This project makes Issy-les-Moulineaux one of the first places where a range of services to energy, mobility and the city are tested in real environment – making the city an “open-air laboratory”, field of experimentation of innovative ecological solutions. Thus, an application makes it possible to monitor its energy consumption in real time and, if necessary, to lower the heating; Booklets describe the environmental issues and the right reflexes, and the apartments are equipped with home automation interfaces to adjust heating and lighting. Data analysis is energy saving, and the use of open data allows companies to use these statistics to identify needs and thus develop new services that are adapted to them. These data remain anonymous and protected. These approaches now extend to the city’s transport – and are intended to cover more and more areas, in order to create a city entirely ‘smart’.

Implementation: what are the brakes?

Today, there is no single, clear business model for a Smart City project. The design of such a project depends on many factors – each city being, in itself, different and presenting its own problems. Indeed, there is no single city model: in the concept of smart city, each invention has to answer a particular problem to the locality concerned. The initiatives put in place are then very targeted: there is no universal and uniform concept of Smart City, but a multitude of specific projects. The only factor common to all these ideas remains the technologies available for their implementation (hardware and software).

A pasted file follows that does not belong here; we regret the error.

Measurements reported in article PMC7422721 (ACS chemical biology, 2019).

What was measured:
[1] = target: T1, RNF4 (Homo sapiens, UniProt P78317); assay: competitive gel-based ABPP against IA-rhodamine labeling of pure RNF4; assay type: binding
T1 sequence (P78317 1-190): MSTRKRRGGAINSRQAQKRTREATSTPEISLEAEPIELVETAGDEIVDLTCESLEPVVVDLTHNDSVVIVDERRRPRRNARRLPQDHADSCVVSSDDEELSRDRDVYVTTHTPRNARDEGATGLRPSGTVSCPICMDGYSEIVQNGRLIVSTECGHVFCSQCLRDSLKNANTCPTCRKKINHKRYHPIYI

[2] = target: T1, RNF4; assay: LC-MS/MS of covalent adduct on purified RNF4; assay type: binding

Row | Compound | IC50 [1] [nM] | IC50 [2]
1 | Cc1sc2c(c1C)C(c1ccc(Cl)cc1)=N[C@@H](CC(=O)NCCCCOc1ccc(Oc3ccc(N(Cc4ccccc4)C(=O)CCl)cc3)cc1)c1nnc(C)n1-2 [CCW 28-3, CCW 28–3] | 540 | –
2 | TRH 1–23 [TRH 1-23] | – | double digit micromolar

To meet the needs of citizens, these technologies must cover three themes essentially constitutive of a Smart City solution. First, the collection of data(hardware), to adapt to the needs expressed. The storage and processing of data is also essential to the analysis of this data as well as to the pooling and optimization of means and technologies: this is the role of big data. Finally, the presentation of the data (UI / UX) is important in order to present high value-added data and make it readable. Thus, different actors can rely on these data to develop a decision-making process.